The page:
Interestingly, these aquatic therapy behaviors and benefits enhance land-based outcomes. When patients with neurological conditions start in the water, they often regain functional movement quickly. As they become more confident and capable, land-based sessions are integrated into the therapy plan of care. The end-goal of this transitional plan is to help the patient regain maximum functional independence in everyday environments.
Repetition, Locomotion—Key Aquatic Elements
To heighten the ability of a patient to move beyond water-based activity to full-functional land-based activity, repetition of increasingly challenging movements is critical. While this approach is not revolutionary, it does pose an issue when a patient with a neurological disorder fatigues quickly during land-based activity. An aquatic setting provides a therapeutic atmosphere in which an individual can continue to move without becoming instantly exhausted. Consequently, each physical therapy session creates the opportunity to provide increased challenges to balance, dynamic movement, and walking.
Bigger Movements, Better Control
In the Parkinson’s community, LSVT Big has made a huge mark. LSVT Big is based on the theory that a patient with Parkinson’s disease can learn to make big, intentional movements to overcome the small, quick, impulsive movements characteristic of the disease. The process of restoring large movements can be easier with some patients in the water than it is on land. Therefore, many physical therapists with access to therapy pools are integrating aquatic therapy sessions with land-based sessions and seeing tremendous results.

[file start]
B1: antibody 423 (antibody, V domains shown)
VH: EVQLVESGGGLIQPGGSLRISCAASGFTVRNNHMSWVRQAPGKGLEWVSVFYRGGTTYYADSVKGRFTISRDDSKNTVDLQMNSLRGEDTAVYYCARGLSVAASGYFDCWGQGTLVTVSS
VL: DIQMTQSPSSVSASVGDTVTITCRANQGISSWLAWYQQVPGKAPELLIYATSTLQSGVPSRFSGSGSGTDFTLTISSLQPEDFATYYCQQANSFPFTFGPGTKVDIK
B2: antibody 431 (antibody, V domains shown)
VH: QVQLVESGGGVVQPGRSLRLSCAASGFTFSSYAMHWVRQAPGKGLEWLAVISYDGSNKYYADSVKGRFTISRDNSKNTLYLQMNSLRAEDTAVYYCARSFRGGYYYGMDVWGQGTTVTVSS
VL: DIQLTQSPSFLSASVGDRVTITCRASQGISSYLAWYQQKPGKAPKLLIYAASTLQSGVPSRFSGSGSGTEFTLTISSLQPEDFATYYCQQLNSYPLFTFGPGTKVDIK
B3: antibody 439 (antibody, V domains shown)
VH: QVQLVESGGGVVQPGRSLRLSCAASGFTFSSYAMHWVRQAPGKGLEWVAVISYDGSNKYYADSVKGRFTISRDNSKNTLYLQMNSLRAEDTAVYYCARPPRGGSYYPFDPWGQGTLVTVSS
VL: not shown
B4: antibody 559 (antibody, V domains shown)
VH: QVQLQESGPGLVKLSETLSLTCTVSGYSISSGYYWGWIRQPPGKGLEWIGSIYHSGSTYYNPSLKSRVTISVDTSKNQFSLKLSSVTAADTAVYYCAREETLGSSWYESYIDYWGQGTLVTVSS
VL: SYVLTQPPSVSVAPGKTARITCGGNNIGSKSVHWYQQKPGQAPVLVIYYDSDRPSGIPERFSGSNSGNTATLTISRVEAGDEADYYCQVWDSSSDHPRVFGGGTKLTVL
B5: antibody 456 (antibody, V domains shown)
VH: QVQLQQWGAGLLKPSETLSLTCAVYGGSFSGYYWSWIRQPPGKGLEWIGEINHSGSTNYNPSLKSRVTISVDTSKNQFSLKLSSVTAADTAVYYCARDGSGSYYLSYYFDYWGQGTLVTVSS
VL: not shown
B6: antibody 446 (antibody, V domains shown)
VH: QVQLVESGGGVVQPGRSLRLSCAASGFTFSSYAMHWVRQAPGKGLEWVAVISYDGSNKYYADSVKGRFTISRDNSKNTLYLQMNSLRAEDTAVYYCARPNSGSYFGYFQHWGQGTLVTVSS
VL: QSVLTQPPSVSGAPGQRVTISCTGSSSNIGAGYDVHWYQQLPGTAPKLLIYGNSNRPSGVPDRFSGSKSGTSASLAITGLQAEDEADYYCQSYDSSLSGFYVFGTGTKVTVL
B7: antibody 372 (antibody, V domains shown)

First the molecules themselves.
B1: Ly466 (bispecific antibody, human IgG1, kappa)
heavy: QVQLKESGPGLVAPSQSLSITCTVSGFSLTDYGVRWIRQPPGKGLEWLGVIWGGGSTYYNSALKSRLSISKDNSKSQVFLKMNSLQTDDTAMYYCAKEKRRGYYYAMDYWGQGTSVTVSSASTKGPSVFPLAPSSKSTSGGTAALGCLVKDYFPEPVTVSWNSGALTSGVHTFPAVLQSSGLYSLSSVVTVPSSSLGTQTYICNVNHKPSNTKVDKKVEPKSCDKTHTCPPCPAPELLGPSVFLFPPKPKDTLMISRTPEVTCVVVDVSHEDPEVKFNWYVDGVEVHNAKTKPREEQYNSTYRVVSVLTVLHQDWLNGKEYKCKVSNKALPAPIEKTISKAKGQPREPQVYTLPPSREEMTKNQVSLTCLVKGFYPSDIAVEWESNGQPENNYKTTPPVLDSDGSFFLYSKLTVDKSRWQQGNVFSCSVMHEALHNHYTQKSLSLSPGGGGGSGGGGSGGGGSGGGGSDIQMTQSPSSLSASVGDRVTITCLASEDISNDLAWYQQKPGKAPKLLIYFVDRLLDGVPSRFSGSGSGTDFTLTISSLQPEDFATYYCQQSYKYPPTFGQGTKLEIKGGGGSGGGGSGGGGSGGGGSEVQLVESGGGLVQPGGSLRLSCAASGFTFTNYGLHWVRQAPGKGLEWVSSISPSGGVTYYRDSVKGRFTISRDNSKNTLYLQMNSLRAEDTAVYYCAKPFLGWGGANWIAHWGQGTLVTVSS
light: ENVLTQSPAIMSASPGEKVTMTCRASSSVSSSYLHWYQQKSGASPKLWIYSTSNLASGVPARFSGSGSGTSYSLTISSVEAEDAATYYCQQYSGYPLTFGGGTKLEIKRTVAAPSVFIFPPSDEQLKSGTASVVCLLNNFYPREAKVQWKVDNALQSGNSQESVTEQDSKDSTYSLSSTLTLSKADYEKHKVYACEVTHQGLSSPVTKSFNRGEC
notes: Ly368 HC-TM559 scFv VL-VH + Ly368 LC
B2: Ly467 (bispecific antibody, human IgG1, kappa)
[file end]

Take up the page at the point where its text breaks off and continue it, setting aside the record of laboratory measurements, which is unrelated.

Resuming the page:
As more research is conducted on LSVT Big and other similar programs, it’s quite possible that other patients with neurological symptoms similar to those experienced by Parkinson’s patients may benefit from the use of LSVT Big. Plus, with therapy pools that are equipped with underwater treadmills and underwater cameras, it’s possible for a physical therapist to provide increased patient awareness and achieve improved patient performance with enhanced quality of movement.
A Neuro Case Study in Overcoming Fear of Water